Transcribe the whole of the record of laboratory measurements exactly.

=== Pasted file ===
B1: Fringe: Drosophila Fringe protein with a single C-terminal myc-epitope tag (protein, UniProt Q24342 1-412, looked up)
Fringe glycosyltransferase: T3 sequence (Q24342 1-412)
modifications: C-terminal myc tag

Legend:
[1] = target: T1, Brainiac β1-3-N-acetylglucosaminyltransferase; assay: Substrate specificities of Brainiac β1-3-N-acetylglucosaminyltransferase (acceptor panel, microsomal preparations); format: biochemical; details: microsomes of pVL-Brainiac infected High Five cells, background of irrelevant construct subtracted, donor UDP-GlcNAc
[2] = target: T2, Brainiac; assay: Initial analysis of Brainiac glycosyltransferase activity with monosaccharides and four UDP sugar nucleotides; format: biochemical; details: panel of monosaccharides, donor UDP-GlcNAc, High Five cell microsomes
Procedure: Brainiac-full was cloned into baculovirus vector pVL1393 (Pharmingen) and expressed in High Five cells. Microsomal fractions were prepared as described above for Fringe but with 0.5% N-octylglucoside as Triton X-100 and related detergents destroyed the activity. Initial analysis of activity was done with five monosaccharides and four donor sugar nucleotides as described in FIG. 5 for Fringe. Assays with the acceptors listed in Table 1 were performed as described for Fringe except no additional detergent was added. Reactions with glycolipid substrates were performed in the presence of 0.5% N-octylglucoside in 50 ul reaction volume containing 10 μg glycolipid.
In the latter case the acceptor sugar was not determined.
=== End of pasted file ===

B1: Fringe: Drosophila Fringe protein with a single C-terminal myc-epitope tag (protein, UniProt Q24342 1-412, looked up)
Fringe glycosyltransferase: T3 sequence (Q24342 1-412)
modifications: C-terminal myc tag

Legend:
[1] = target: T1, Brainiac β1-3-N-acetylglucosaminyltransferase; assay: Substrate specificities of Brainiac β1-3-N-acetylglucosaminyltransferase (acceptor panel, microsomal preparations); format: biochemical; details: microsomes of pVL-Brainiac infected High Five cells, background of irrelevant construct subtracted, donor UDP-GlcNAc
[2] = target: T2, Brainiac; assay: Initial analysis of Brainiac glycosyltransferase activity with monosaccharides and four UDP sugar nucleotides; format: biochemical; details: panel of monosaccharides, donor UDP-GlcNAc, High Five cell microsomes
Procedure: Brainiac-full was cloned into baculovirus vector pVL1393 (Pharmingen) and expressed in High Five cells. Microsomal fractions were prepared as described above for Fringe but with 0.5% N-octylglucoside as Triton X-100 and related detergents destroyed the activity. Initial analysis of activity was done with five monosaccharides and four donor sugar nucleotides as described in FIG. 5 for Fringe. Assays with the acceptors listed in Table 1 were performed as described for Fringe except no additional detergent was added. Reactions with glycolipid substrates were performed in the presence of 0.5% N-octylglucoside in 50 ul reaction volume containing 10 μg glycolipid.
In the latter case the acceptor sugar was not determined.